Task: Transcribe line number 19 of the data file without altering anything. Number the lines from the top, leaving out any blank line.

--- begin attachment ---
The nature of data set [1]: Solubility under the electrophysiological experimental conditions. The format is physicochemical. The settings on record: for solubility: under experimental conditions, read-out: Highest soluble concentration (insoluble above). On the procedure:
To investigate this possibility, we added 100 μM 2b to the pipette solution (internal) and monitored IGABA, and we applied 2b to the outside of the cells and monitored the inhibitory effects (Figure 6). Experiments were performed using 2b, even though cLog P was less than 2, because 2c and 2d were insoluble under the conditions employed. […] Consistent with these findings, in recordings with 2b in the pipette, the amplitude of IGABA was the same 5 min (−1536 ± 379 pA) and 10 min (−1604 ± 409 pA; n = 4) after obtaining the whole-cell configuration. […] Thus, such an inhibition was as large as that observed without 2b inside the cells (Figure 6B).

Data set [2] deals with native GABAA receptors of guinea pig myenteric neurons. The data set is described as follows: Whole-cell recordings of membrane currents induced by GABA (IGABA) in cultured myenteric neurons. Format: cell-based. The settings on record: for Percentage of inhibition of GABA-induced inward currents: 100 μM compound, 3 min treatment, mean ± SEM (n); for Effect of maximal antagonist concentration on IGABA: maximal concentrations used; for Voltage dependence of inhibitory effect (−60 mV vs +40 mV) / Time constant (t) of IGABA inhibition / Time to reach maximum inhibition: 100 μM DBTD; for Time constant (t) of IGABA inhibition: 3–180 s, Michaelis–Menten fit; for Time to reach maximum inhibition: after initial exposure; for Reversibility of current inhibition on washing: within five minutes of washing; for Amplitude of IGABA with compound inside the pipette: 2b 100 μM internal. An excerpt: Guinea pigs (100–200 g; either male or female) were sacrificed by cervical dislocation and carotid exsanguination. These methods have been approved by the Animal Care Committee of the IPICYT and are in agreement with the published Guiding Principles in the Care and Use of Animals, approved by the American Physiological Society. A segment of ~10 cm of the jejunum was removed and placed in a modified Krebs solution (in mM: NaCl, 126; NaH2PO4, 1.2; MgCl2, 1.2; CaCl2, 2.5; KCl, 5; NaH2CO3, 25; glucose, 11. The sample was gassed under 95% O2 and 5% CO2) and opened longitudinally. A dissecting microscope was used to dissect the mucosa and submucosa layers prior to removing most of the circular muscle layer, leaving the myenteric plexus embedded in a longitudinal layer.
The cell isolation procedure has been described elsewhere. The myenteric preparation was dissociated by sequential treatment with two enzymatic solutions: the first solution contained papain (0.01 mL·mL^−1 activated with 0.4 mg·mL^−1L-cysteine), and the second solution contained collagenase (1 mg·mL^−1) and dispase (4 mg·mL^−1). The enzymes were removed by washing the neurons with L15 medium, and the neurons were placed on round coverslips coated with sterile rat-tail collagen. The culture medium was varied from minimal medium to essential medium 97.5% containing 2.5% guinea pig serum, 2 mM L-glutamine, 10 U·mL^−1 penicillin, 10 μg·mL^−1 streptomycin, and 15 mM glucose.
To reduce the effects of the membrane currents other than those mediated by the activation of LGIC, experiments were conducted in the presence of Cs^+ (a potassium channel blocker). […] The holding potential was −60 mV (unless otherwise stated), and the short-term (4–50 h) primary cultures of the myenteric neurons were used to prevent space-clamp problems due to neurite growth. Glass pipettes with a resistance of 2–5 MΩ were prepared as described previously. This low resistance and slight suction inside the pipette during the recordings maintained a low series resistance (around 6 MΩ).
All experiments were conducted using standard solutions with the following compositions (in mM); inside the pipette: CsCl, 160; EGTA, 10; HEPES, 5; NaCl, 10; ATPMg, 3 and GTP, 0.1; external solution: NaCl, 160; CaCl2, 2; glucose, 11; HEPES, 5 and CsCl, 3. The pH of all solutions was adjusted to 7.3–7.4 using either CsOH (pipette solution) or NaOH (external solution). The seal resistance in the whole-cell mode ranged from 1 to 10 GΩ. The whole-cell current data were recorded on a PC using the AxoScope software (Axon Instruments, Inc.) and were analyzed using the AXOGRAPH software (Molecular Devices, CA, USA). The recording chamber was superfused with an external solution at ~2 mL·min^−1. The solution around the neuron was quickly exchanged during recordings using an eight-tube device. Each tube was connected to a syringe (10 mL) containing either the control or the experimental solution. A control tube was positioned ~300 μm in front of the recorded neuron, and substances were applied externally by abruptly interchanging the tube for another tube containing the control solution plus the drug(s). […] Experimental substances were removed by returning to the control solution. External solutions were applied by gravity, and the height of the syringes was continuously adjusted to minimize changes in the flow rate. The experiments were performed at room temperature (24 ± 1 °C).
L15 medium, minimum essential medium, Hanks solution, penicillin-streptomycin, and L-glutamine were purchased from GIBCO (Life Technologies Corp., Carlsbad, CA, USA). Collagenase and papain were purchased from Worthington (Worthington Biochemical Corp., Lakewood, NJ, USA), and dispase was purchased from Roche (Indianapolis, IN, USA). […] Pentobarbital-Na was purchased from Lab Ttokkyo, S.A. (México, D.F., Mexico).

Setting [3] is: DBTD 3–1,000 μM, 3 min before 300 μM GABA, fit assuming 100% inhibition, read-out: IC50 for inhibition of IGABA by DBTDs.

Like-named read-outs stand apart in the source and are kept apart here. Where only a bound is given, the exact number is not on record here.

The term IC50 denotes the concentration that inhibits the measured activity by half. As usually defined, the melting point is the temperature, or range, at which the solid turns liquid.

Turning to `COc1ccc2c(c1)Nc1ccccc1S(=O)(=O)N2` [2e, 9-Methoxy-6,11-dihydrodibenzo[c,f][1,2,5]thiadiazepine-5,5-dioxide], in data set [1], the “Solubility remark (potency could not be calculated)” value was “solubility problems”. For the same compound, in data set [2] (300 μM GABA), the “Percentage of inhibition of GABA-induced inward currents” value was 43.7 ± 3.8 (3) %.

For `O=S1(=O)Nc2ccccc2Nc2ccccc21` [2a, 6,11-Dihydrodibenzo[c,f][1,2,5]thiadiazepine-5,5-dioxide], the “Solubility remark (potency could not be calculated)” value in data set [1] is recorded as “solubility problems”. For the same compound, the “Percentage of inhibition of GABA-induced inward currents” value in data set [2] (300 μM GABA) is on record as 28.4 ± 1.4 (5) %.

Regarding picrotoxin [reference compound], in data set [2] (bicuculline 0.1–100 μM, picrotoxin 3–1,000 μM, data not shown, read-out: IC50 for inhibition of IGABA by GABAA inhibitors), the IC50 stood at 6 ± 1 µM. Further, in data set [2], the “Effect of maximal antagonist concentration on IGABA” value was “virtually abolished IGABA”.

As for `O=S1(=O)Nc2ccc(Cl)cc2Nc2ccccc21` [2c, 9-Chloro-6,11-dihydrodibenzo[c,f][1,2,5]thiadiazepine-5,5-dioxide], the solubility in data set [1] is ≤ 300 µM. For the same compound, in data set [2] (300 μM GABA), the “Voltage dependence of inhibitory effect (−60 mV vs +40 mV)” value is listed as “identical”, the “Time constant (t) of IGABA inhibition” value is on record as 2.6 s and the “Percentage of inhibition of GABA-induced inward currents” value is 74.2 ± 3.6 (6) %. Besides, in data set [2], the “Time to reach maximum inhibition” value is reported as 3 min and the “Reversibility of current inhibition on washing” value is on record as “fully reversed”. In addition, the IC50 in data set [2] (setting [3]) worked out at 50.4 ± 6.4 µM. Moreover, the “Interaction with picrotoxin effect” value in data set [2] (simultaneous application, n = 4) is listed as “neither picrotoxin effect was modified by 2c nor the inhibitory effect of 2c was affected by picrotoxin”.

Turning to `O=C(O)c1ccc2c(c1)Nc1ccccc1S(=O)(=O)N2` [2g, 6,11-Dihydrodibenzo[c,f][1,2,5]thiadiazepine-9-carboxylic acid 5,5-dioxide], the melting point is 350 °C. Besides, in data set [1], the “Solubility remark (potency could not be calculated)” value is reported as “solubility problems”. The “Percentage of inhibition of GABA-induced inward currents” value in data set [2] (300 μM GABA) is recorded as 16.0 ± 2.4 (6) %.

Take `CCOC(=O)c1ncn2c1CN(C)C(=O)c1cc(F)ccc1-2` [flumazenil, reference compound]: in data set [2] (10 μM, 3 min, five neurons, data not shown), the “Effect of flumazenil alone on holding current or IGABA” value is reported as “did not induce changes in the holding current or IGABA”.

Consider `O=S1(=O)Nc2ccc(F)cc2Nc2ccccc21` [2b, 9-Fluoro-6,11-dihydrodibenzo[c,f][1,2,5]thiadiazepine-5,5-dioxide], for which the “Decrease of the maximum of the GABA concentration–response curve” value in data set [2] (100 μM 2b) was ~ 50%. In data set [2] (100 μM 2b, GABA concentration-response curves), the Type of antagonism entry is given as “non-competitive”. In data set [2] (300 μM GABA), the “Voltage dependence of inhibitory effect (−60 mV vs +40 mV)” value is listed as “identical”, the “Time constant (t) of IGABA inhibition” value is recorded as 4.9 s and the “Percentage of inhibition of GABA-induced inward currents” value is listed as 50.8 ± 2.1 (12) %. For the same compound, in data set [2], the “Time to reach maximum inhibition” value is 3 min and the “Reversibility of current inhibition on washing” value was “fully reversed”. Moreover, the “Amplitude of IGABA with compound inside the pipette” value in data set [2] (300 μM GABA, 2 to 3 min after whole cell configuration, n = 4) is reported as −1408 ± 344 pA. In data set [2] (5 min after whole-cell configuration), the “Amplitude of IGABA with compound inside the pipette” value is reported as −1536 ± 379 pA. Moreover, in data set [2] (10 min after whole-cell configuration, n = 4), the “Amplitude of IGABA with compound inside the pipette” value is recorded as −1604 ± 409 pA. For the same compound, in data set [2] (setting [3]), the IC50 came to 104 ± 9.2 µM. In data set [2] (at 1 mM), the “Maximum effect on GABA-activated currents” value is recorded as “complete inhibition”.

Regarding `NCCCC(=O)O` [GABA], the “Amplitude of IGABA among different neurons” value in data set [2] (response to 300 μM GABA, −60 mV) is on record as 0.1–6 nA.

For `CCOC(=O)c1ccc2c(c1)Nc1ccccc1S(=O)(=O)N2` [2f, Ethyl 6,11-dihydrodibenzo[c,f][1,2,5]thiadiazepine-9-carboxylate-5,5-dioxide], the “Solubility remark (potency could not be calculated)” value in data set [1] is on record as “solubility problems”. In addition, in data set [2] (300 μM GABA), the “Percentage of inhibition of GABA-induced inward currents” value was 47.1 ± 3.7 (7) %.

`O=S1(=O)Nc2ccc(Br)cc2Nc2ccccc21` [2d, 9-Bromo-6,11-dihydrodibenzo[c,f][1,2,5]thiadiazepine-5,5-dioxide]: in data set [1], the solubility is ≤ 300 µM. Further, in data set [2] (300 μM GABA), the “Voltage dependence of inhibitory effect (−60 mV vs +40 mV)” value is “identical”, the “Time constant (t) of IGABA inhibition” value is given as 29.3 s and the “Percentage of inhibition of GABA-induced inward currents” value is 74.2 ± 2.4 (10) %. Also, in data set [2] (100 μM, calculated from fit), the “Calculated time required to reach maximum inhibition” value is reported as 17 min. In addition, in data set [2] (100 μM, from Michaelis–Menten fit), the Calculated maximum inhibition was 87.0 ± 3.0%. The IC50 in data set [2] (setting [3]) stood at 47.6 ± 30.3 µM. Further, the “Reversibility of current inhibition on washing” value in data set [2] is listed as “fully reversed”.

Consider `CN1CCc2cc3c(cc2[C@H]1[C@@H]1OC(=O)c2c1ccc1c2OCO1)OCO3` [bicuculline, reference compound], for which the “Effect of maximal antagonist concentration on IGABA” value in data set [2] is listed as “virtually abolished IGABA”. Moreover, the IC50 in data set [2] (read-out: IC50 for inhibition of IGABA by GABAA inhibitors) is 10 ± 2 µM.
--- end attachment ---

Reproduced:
For `CCOC(=O)c1ccc2c(c1)Nc1ccccc1S(=O)(=O)N2` [2f, Ethyl 6,11-dihydrodibenzo[c,f][1,2,5]thiadiazepine-9-carboxylate-5,5-dioxide], the “Solubility remark (potency could not be calculated)” value in data set [1] is on record as “solubility problems”. In addition, in data set [2] (300 μM GABA), the “Percentage of inhibition of GABA-induced inward currents” value was 47.1 ± 3.7 (7) %.